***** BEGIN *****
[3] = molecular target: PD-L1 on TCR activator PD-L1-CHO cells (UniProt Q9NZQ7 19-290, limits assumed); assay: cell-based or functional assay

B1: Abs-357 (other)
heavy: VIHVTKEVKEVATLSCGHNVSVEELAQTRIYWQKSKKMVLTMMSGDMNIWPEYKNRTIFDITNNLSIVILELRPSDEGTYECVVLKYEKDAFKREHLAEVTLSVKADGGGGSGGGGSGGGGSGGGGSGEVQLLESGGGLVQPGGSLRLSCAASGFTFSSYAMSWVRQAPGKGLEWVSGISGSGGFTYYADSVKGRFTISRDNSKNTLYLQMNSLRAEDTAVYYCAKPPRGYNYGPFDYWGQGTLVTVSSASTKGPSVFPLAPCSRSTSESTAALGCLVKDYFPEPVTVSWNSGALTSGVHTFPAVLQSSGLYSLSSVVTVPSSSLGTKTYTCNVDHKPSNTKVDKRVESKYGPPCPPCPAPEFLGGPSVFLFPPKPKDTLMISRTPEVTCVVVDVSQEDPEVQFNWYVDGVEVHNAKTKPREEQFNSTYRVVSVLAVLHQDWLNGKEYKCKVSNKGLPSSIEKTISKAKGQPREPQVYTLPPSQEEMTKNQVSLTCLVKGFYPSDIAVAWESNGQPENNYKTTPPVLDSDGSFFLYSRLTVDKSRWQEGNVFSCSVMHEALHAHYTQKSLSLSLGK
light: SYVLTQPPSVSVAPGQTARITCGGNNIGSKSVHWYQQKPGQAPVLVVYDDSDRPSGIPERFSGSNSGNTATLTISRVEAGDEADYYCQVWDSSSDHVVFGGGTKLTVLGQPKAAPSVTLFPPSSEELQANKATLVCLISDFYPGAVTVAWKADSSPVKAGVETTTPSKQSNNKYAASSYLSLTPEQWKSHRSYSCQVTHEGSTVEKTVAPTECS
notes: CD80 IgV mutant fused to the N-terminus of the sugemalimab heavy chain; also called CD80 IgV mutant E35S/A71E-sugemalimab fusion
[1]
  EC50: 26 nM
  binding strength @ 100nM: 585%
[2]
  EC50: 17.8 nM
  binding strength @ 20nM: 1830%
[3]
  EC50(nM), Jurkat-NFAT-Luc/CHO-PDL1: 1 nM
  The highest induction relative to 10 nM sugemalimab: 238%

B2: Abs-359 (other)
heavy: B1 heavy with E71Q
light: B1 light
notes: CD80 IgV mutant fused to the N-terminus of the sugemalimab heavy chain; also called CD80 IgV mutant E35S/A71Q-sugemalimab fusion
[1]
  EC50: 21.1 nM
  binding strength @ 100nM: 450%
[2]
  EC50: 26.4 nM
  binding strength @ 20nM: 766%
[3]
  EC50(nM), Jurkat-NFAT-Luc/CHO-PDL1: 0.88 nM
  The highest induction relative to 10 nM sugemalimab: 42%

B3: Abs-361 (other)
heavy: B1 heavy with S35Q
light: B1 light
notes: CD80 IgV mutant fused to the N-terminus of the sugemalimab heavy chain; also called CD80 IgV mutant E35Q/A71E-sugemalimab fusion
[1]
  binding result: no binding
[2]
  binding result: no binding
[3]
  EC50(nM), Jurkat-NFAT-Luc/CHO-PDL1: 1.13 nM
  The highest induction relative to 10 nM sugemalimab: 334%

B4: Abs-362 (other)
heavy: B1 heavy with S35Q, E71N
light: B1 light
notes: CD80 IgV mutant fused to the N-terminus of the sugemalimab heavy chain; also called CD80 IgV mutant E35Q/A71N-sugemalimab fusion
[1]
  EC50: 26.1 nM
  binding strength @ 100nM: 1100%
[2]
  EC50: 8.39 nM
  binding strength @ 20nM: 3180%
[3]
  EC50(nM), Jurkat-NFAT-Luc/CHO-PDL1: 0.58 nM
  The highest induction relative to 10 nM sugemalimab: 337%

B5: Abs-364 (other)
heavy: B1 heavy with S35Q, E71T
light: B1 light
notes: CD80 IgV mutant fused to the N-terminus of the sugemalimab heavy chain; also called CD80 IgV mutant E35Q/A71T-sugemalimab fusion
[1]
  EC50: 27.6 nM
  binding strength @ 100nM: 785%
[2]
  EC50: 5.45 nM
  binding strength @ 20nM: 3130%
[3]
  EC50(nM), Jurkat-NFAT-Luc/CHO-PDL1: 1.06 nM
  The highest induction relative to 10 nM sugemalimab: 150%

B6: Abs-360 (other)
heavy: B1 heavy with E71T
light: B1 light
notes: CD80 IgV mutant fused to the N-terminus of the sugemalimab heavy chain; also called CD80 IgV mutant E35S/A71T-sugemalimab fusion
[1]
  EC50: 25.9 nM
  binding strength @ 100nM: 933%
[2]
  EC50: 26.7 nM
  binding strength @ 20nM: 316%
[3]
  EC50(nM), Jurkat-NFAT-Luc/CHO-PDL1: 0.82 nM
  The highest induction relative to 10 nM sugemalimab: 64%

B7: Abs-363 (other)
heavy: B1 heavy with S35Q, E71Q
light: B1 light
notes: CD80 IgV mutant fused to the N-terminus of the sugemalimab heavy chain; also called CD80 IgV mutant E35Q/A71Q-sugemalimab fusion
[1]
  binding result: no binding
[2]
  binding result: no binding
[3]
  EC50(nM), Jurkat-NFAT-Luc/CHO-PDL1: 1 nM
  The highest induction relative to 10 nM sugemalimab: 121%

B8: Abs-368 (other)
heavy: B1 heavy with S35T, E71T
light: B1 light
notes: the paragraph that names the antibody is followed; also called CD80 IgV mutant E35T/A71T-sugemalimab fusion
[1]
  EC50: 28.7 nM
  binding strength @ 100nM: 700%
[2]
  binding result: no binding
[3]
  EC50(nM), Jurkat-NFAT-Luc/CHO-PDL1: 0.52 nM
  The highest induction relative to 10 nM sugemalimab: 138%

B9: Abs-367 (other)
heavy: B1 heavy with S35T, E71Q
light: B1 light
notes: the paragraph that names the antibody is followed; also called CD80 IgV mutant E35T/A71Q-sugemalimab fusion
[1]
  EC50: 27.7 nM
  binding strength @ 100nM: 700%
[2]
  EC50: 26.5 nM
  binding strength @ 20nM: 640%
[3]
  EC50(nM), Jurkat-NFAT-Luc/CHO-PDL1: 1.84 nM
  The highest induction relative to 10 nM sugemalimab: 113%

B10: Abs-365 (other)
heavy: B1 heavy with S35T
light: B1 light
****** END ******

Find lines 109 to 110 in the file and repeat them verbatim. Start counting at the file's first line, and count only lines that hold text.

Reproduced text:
  EC50: 26.5 nM
  binding strength @ 20nM: 640%